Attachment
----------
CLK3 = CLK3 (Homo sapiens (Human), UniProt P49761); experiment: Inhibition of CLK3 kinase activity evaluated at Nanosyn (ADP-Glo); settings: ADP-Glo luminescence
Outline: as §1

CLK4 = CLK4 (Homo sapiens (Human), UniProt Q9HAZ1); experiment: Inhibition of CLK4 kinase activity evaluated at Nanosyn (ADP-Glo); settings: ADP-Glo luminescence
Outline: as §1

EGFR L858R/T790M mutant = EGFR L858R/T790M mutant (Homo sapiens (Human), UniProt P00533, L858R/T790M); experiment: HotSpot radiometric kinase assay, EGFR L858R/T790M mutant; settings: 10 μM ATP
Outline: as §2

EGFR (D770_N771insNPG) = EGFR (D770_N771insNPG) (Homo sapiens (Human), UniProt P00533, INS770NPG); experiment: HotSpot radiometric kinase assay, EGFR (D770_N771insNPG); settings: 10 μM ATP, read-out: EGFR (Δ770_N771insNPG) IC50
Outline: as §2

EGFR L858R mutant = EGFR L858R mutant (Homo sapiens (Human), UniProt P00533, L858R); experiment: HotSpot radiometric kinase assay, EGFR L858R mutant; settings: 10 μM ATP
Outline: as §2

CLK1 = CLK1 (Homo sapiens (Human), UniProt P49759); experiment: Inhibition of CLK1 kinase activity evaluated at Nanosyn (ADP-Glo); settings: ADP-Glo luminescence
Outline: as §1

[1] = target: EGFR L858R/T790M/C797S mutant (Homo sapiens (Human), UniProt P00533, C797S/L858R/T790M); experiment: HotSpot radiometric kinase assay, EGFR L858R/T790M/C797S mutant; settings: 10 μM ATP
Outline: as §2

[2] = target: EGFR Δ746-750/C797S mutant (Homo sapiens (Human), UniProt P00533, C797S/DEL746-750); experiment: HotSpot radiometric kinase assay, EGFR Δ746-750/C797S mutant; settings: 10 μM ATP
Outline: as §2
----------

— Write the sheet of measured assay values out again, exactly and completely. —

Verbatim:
CLK3 = CLK3 (Homo sapiens (Human), UniProt P49761); experiment: Inhibition of CLK3 kinase activity evaluated at Nanosyn (ADP-Glo); settings: ADP-Glo luminescence
Outline: as §1

CLK4 = CLK4 (Homo sapiens (Human), UniProt Q9HAZ1); experiment: Inhibition of CLK4 kinase activity evaluated at Nanosyn (ADP-Glo); settings: ADP-Glo luminescence
Outline: as §1

EGFR L858R/T790M mutant = EGFR L858R/T790M mutant (Homo sapiens (Human), UniProt P00533, L858R/T790M); experiment: HotSpot radiometric kinase assay, EGFR L858R/T790M mutant; settings: 10 μM ATP
Outline: as §2

EGFR (D770_N771insNPG) = EGFR (D770_N771insNPG) (Homo sapiens (Human), UniProt P00533, INS770NPG); experiment: HotSpot radiometric kinase assay, EGFR (D770_N771insNPG); settings: 10 μM ATP, read-out: EGFR (Δ770_N771insNPG) IC50
Outline: as §2

EGFR L858R mutant = EGFR L858R mutant (Homo sapiens (Human), UniProt P00533, L858R); experiment: HotSpot radiometric kinase assay, EGFR L858R mutant; settings: 10 μM ATP
Outline: as §2

CLK1 = CLK1 (Homo sapiens (Human), UniProt P49759); experiment: Inhibition of CLK1 kinase activity evaluated at Nanosyn (ADP-Glo); settings: ADP-Glo luminescence
Outline: as §1

[1] = target: EGFR L858R/T790M/C797S mutant (Homo sapiens (Human), UniProt P00533, C797S/L858R/T790M); experiment: HotSpot radiometric kinase assay, EGFR L858R/T790M/C797S mutant; settings: 10 μM ATP
Outline: as §2

[2] = target: EGFR Δ746-750/C797S mutant (Homo sapiens (Human), UniProt P00533, C797S/DEL746-750); experiment: HotSpot radiometric kinase assay, EGFR Δ746-750/C797S mutant; settings: 10 μM ATP
Outline: as §2